IT is very difficult for an area to see any appreciable development if there is conflict between the traditional and political authorities.
In areas where unity exists, cross fertilisation of ideas have resulted in accelerated development to the benefit of the people.
That is why the Ahafo Ano North District has come far in the last couple of years with regard to development.
Today, the Omanhene of Tepa Traditional Area, Nana Adusei Atwenewa Ampem, has released 60 acres for the construction of a new hospital for the district capital, Tepa, to which the district authorities are very grateful.
The Omanhene has persistently drummed home the fact that a chief who refuses to lead his people to development cannot claim to be a good chief.
According to him, Ahafo-Ano North deserves the best in everything because of its position in political and traditional development.
Ahafo-Ano North District is one of the oldest districts in the Ashanti Region. It used to be part of the vast Ahafo-Ano District until the erstwhile provisional National Defence Council (PNDC) government divided it into two, Ahafo-Ano North and Ahafo Ano South.
The idea behind the breaking of the former district into two was to facilitate accelerated development.
For the benefit of the uninitiated, the Ahafo area cuts through the Ashanti and Brong Ahafo regions.
In 1959, the Convention People’s Party (CPP) government of the late Osagyefo Dr Kwame Nkrumah, cut off part of Ahafo to join the Brongs to form the Brong Ahafo Region.
Ahafo-Ano North thus remains a very important part of the Ashanti Region, contributing immensely to the growth of the regional economy.
The area abounds in cocoa, timber and food crops. During the late General Acheampong's era, the government constructed a cocoa clinic at the district capital in honour of cocoa farmers in the area.
In spite of the important position the district occupies in national development, not much was done in the past to shore up its development.
Indeed, before the New Patriotic Party (NPP) took over the reins of government in 2001, the only tarred road in the district was the one that formed part of the main Tepa Junction–Goaso main road.
All the other roads connecting to the district capital were in bad shape and it was an eyesore when the rains set in. Food crops were made to rot in the bush to the disadvantage of the poor farmers as a result of the deplorable roads.
Tepa, the district capital, lacked a number of social amenities to befit one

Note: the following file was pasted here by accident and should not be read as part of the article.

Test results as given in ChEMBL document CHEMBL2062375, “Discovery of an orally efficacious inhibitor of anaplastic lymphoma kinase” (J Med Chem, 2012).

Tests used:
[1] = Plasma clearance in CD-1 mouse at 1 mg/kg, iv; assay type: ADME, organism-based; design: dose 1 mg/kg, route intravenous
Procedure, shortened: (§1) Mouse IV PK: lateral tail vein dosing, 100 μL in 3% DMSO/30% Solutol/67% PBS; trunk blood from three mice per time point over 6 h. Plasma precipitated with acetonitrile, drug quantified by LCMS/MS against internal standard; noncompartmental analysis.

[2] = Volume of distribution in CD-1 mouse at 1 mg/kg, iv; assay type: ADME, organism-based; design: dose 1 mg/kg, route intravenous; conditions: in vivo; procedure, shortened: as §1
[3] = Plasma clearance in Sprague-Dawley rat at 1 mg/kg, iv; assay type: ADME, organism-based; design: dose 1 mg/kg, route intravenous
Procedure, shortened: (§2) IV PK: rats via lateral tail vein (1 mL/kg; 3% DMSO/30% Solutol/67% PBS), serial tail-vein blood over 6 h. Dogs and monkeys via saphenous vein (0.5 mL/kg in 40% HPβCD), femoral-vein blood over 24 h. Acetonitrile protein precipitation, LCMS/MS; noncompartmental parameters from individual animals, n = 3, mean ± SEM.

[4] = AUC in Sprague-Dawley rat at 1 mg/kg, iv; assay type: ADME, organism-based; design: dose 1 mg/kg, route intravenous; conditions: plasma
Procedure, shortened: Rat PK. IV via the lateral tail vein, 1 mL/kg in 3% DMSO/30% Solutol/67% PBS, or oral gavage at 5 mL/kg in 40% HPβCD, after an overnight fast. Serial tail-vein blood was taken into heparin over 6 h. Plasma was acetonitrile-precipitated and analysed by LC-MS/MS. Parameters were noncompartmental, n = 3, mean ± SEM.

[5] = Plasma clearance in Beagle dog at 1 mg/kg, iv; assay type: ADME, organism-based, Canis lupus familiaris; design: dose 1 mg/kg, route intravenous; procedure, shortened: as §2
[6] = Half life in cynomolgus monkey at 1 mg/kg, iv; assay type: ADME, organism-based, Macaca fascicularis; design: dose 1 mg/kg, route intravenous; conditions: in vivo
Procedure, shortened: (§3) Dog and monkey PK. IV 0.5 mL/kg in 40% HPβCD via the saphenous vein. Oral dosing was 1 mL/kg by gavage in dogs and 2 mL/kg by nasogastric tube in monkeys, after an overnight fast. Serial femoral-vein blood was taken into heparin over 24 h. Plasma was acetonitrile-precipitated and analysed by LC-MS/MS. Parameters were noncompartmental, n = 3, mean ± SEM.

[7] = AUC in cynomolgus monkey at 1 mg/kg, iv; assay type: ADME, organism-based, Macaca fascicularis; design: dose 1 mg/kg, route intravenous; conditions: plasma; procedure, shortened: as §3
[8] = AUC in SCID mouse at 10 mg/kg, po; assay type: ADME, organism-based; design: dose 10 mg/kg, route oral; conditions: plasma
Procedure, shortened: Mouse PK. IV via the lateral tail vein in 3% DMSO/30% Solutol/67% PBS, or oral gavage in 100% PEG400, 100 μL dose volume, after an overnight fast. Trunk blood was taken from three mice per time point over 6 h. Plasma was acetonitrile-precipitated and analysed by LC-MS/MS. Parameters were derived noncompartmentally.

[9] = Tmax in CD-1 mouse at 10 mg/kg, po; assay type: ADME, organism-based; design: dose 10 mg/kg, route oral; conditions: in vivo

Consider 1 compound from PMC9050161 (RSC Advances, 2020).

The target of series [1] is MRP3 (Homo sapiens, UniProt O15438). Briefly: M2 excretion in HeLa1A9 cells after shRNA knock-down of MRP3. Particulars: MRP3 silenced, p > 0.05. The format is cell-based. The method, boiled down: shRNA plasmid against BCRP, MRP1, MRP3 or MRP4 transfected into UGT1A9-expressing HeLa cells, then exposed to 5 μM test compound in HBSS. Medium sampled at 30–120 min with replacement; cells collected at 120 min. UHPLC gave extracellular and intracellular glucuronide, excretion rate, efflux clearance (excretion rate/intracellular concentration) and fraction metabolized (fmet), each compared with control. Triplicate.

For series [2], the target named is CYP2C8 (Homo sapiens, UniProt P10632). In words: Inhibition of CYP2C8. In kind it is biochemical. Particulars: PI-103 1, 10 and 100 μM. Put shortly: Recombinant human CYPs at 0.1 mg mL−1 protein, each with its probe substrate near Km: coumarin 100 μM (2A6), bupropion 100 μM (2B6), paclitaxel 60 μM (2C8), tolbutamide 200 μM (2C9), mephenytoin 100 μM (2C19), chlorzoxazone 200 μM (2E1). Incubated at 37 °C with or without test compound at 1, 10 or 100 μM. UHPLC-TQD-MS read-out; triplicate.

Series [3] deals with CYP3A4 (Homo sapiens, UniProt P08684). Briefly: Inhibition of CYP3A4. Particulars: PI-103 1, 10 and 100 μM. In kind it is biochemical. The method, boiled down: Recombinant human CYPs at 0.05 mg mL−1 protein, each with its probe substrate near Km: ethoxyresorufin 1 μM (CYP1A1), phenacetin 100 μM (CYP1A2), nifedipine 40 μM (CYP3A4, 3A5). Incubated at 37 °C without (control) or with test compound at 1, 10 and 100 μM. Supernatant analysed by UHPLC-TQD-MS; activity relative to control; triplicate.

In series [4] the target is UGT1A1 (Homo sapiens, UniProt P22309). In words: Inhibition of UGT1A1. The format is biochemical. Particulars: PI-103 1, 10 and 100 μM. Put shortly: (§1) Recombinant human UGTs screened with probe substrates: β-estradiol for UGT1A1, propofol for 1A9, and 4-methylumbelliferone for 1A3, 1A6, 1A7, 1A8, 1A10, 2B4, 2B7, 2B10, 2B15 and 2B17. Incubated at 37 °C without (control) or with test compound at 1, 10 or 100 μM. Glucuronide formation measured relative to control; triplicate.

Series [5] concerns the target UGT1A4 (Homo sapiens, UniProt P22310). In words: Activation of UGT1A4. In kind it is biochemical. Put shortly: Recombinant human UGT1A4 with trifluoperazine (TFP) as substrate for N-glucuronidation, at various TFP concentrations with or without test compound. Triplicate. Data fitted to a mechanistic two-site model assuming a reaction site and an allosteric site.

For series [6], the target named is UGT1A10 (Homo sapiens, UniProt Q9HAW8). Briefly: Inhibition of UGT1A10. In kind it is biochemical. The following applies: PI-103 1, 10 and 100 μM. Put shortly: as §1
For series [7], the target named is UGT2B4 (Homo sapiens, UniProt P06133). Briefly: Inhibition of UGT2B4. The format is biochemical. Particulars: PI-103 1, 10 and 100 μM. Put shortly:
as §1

of the oldest district capitals in the country. Not even a modern market existed in the town.
Today, however, things are changing for the better, bringing some hope to the people. As a result of government initiatives, a number of feeder roads are now in good shape even though there is a lot more to do.
One major road that is receiving serious attention is the one linking Dwaho with Twabidi. The road is ready for tarring and the contractor is working on it at a fast rate.
The District Chief Executive (DCE), Nana Eric Agyemang Prempeh, said in an interview that the road was very dear to the hearts of the people of the region and was happy that the government had tackled it.
The Akwasiase–Manfo road has also been added to the new cocoa road project for tarring and very soon, contractors would move to the site.
Although, there has been a significant improvement in the road sector, some other roads in the district are still crying for rehabilitation. One of such roads is the Anyinasuso–Betiako road. Even though the DCE said the road had been awarded on contract, the contractor had abandoned work.
According to him, the recent rains had made some of the roads impassable resulting in quantities of foodstuffs getting rotten in the bush. Many schools have also been constructed across the district.
Education, as widely accepted, is the key to development and anyone who neglects it does so at his or her peril. That is why over the past seven years, the district assembly and the government have pumped in more funds to undertake massive construction of school blocks across the district.
The district assembly for instance, has continuously allocated a chunk of its government's educational initiatives is the Tepa Senior High School.
Serious work has been done to improve infrastructure with specific reference to the construction of a two-storey administration block.
Water is life, as the saying goes. It is against this background that the district assembly, the government and other development partners continue to take action towards addressing the water problems facing the people.
In this regard, a GH¢700,000 small towns water project for Akwasiase has been awarded on contract to add up to the existing facilities in some other communities.
But the problem of buruli ulcer still remains a threat to some communities including Achiawkrom.
Expectations are that the coming years will see further improvement in all spheres of the district.